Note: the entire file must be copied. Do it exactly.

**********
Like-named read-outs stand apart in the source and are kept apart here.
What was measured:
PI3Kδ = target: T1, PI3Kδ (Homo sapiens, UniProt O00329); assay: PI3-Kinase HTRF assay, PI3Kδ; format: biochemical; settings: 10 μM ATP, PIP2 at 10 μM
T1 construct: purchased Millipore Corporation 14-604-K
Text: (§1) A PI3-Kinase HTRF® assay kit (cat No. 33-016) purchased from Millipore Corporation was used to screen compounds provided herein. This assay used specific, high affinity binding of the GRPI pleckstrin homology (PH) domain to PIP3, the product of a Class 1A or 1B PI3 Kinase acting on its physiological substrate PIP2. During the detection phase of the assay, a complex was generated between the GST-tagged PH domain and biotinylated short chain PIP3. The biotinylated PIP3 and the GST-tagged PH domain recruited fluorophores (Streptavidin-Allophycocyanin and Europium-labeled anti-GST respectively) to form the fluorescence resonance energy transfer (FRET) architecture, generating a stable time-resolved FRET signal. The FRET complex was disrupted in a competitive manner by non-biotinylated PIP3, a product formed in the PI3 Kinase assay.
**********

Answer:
Like-named read-outs stand apart in the source and are kept apart here.
What was measured:
PI3Kδ = target: T1, PI3Kδ (Homo sapiens, UniProt O00329); assay: PI3-Kinase HTRF assay, PI3Kδ; format: biochemical; settings: 10 μM ATP, PIP2 at 10 μM
T1 construct: purchased Millipore Corporation 14-604-K
Text: (§1) A PI3-Kinase HTRF® assay kit (cat No. 33-016) purchased from Millipore Corporation was used to screen compounds provided herein. This assay used specific, high affinity binding of the GRPI pleckstrin homology (PH) domain to PIP3, the product of a Class 1A or 1B PI3 Kinase acting on its physiological substrate PIP2. During the detection phase of the assay, a complex was generated between the GST-tagged PH domain and biotinylated short chain PIP3. The biotinylated PIP3 and the GST-tagged PH domain recruited fluorophores (Streptavidin-Allophycocyanin and Europium-labeled anti-GST respectively) to form the fluorescence resonance energy transfer (FRET) architecture, generating a stable time-resolved FRET signal. The FRET complex was disrupted in a competitive manner by non-biotinylated PIP3, a product formed in the PI3 Kinase assay.